Heating Units Should be Checked During Fall Season to Reduce the Risk of Injury from Defective Products in North Carolina
In a joint effort, the U.S. Consumer Product Safety Commission (CPSC) and LG Electronics Tianjin Appliance Company are strongly advising consumers to make sure they don't own the recalled Goldstar or Comfort-Aire dehumidifiers. These units were recalled back in December 2009 but only two percent of the units have gotten the free repair needed to make them safe.
Our Charlotte personal injury lawyers know that these defective dehumidifiers have allegedly caused property damage in excess of one million dollars. In the most extreme case $500,000 in fire damage was caused to a house in Gibsonia, Pennsylvania.
The hazardous defect with the 98,000 dehumidifiers is that the power source to the units compressor can short circuit, which results in a fire and burn hazard. There have been a total of 27 incidents reported, including 13 major fires.
With fall approaching and bringing cooler weather, the Centers for Disease Control and Prevention (CDC) remind us all to have our fuel-burning heating systems -- including furnaces, water heaters, fireplaces, boilers, wood stoves, chimneys, vents and flues -- inspected by a trained professional. Carbon monoxide (CO) poisoning is known as the silent killer because it is odorless and colorless.
This deadly gas claims the lives of roughly 500 people every year. The CDC estimates that more than 15,000 people suffer from non-fire related unintentional CO exposure. Over 100 of them die from CO poisoning from heating systems that use natural gas, oil, wood, liquid propane, coal or kerosene. Symptoms of carbon monoxide poisoning are weakness, dizziness, nausea, headache, vomiting, confusion and chest pain.
CDC offers these helpful tips:
-Have a professional inspect your heating system each year.
-Make sure you have smoke and CO alarms in your house that are battery operated.
-It is a must to have CO alarms in and around your home's sleeping areas and smoke alarms on every level.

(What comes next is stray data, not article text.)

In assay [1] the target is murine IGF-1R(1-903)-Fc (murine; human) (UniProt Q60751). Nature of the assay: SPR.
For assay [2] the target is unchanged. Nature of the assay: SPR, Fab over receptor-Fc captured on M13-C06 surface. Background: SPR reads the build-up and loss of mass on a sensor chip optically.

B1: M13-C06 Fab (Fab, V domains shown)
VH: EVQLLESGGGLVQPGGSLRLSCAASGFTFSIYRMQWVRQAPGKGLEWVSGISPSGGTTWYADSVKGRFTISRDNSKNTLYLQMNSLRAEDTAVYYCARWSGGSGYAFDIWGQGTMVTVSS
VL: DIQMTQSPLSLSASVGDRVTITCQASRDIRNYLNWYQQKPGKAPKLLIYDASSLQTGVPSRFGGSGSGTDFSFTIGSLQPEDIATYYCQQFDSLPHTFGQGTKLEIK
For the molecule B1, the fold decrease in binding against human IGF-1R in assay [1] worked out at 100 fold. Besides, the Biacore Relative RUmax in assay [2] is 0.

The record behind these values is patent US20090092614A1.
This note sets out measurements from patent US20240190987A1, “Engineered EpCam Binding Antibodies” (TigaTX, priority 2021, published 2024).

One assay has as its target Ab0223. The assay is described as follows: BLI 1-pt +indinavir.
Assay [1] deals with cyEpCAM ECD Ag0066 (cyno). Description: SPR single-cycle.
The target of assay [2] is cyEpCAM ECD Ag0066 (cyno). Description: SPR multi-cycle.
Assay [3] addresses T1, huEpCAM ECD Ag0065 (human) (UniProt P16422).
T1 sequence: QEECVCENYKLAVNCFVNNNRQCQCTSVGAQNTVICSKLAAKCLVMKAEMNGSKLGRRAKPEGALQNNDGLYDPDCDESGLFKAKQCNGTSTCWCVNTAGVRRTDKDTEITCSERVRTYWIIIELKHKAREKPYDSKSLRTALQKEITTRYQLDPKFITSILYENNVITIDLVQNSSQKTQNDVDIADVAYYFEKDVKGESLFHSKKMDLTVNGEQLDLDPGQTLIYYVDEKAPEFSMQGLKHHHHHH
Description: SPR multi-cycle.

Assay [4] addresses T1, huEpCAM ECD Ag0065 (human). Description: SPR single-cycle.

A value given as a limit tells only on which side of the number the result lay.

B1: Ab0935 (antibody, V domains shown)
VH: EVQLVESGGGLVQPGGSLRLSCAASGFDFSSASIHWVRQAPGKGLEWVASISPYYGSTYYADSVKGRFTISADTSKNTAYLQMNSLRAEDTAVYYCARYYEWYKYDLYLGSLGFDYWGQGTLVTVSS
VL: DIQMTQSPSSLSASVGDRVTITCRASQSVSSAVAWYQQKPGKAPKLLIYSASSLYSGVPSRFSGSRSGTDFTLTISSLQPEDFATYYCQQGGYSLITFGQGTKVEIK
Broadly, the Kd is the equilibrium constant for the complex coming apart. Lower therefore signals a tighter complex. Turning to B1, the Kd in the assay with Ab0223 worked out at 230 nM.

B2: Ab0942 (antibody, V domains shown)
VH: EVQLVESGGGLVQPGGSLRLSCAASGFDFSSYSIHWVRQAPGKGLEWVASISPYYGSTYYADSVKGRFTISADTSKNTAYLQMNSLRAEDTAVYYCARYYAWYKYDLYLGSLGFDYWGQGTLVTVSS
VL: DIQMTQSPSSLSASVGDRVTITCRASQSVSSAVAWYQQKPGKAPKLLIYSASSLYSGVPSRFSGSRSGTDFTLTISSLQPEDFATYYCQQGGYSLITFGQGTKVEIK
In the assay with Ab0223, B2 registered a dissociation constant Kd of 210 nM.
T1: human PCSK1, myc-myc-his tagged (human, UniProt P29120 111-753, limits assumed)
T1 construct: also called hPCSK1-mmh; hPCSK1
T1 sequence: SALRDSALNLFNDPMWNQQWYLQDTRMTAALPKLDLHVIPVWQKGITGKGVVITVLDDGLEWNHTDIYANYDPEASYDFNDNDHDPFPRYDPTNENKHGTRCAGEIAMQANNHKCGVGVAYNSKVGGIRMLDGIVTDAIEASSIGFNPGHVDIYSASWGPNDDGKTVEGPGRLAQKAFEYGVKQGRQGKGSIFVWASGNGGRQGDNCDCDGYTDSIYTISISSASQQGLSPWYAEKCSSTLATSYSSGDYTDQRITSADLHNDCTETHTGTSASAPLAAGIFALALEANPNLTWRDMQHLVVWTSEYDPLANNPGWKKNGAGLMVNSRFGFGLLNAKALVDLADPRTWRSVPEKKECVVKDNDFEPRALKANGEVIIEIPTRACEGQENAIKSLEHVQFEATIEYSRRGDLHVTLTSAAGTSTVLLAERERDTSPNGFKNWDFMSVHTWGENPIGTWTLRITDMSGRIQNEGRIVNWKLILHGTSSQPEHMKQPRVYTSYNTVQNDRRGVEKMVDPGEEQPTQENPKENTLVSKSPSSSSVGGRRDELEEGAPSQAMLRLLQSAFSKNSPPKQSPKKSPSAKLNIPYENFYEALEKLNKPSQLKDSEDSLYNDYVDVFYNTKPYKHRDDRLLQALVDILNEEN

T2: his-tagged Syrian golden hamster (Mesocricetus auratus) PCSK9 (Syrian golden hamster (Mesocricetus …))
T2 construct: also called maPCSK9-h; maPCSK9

-Do a monthly test of your smoke and CO alarms.
-If your alarm goes off, exit your home and call 911, don't investigate the cause.
-Get medical attention right away if you or family members have CO poisoning symptoms.
Space heaters: Use space heaters that are safety tested and certified. Older heaters won't have the needed safety features necessary to keep you safe. Never place a space heater on carpet and keep it 3 feet away from any material that could catch fire. Keep pets and children away from space heaters and always turn the heater off when no one is in the area or when you go to sleep. Unplug the heater when you are leaving for the day.
Fireplaces: Have a professional check the chimney and flue for debris, creosote blockage and leaks. Never start a fire until the damper is open and don't close it until the ashes have cooled. Ashes should be put in a container that is fire resistant and covered. The container should be kept outside and away from anything that is flammable.
Charcoal grills: Never ever use a charcoal grill inside the house.
Gas-powered generators: Often used during power outages, the exhaust from these generators contains carbon monoxide. For this reason they can never be used inside the home and must be used outside and far away from the house.